Seasonal and Cropping Effects on Total and Fertilizer Nitrogen Use in June-bearing and Day-neutral Strawberries

in Journal of the American Society for Horticultural Science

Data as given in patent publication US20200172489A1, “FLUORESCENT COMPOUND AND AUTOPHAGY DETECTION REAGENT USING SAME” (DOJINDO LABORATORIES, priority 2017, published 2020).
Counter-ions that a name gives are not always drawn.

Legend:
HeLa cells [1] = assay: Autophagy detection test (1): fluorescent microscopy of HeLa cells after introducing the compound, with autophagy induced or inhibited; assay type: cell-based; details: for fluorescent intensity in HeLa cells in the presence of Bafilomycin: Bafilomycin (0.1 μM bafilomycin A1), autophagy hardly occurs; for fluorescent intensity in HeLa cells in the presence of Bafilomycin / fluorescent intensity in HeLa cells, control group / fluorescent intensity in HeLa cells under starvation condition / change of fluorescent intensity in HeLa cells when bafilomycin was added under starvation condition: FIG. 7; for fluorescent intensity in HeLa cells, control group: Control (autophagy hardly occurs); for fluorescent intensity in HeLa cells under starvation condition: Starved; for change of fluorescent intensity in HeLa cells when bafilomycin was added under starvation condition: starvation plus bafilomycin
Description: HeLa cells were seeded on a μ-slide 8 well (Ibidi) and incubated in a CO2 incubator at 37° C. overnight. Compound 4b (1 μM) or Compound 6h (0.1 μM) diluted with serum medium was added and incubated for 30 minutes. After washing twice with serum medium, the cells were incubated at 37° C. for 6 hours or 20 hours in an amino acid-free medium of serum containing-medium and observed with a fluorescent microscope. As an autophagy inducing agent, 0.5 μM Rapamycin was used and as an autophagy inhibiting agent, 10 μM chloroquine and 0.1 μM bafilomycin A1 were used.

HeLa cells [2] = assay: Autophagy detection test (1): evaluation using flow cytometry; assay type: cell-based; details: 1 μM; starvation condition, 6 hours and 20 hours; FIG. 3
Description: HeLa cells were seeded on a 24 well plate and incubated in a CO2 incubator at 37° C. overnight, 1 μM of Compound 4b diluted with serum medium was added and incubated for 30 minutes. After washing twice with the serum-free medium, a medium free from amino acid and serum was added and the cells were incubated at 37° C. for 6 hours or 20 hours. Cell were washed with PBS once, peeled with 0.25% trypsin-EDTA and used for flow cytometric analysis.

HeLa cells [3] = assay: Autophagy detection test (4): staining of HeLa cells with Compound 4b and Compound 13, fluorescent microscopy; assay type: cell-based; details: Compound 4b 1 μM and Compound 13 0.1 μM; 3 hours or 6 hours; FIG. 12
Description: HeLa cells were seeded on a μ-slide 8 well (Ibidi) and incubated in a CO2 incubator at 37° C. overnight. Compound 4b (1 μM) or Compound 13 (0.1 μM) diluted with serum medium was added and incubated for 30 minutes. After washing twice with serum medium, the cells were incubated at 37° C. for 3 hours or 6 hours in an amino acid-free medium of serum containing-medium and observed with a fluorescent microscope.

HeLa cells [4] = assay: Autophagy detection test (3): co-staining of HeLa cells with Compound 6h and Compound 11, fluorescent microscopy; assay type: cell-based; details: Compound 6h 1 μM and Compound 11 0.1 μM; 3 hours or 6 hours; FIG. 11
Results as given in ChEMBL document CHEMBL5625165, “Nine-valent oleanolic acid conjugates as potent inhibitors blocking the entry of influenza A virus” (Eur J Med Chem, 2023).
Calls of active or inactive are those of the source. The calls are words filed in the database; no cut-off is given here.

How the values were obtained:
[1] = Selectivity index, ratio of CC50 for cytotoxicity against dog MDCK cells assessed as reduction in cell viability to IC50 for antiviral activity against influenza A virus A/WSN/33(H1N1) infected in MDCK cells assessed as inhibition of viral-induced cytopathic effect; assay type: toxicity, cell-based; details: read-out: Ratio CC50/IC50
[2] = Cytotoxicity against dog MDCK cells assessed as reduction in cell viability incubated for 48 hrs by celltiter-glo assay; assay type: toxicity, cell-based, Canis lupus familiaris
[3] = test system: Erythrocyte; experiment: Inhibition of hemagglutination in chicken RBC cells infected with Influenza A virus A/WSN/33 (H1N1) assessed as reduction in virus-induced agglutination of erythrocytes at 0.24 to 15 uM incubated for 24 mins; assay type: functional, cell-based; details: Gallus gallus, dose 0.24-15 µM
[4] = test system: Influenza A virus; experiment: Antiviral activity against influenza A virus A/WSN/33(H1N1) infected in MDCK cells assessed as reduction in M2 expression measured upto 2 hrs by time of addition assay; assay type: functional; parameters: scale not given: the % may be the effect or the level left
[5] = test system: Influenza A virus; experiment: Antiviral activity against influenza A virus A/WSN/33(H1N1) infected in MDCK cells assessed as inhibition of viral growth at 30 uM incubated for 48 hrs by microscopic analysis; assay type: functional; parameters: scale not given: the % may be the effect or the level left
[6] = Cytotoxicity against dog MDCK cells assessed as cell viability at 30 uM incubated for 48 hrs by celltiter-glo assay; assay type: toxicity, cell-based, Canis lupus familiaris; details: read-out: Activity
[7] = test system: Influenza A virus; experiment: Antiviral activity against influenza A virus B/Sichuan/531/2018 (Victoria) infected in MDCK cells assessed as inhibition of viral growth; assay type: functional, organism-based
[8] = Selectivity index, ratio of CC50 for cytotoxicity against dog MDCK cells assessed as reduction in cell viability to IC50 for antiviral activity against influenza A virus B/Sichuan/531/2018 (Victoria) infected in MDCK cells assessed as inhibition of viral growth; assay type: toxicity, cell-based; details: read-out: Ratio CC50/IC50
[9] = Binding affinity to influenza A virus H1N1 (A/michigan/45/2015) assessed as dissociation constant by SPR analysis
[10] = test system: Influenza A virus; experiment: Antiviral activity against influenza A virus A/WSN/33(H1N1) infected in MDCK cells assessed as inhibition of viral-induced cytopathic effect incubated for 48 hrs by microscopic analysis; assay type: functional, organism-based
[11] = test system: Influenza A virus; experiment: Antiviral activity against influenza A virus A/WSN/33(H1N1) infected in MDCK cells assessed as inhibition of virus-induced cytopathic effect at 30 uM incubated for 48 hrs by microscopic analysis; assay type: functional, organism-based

Total N and fertilizer N (FN) recovery and use by June-bearing `Redchief' strawberry (Fragaria ×ananassa Duch.) and day-neutral `Tribute' grown in matted-row beds were studied over l-year periods. Fertilizer N was field-applied as NH NO at planting in June or September, and all plants were harvested from bed sections in late autumn (November) and at the completion of the spring harvest (June). Distribution patterns of vegetative biomass were similar in both cultivars, with leaf tissue comprising the bulk of the vegetative dry weight per plant at both sampling dates. The fall and spring fruit crops each contributed >40% of the total biomass per plant. Total N accumulation from soil N and FN increased as total biomass increased. Due in part to the additional biomass of the fall fruit crop, `Tribute' recovered 38% more total N per unit bed area than `Redchief'. Over 30% of the fall N total in `Tribute' and the spring N total in both cultivars was partitioned to the fruit. In both cultivars, greater recovery of FN applied in September that at planting time was observed by the postharvest sampling date. However, `Tribute' recovered only 14.2% of the FN applied in September, much less than the amount recovered by `Redchief' during the same interval, implying a diminished ability to absorb FN during fruiting. In all vegetative tissues, soluble reduced N (SRN) was consistently less than insoluble reduced N (IRN) in November and June. Consistent seasonal trends in SRN and IRN values were not evident in any tissue except roots, where SRN content declined from November to June. Allocation of FN to the SRN and IRN pools was related to FN application date, cropping pattern, and total biomass of the component tissue. In both cultivars, the FN content was greater in the IRN than the SRN pool and leaf IRN was the single largest vegetative sink for FN. Fruit N concentration was constant for most of the fall `Tribute' harvest period and declined in both cultivars during spring harvest. The spring `Tribute' fruit crop received more FN from the September than the planting application, while the fall crop exhibited the opposite pattern, suggesting the fruit crop receives more storage than newly absorbed FN. The accumulation of FN in the root SRN pool in November and its depletion through the spring harvest reveals that root SRN plays a significant role in the temporary seasonal storage and internal cycling of N remobilized during spring growth.

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